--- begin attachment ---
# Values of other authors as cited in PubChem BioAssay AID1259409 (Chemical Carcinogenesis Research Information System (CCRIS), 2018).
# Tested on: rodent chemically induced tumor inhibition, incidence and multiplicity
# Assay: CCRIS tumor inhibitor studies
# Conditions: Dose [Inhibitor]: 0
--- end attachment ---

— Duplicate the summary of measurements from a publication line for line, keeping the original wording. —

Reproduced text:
# Values of other authors as cited in PubChem BioAssay AID1259409 (Chemical Carcinogenesis Research Information System (CCRIS), 2018).
# Tested on: rodent chemically induced tumor inhibition, incidence and multiplicity
# Assay: CCRIS tumor inhibitor studies
# Conditions: Dose [Inhibitor]: 0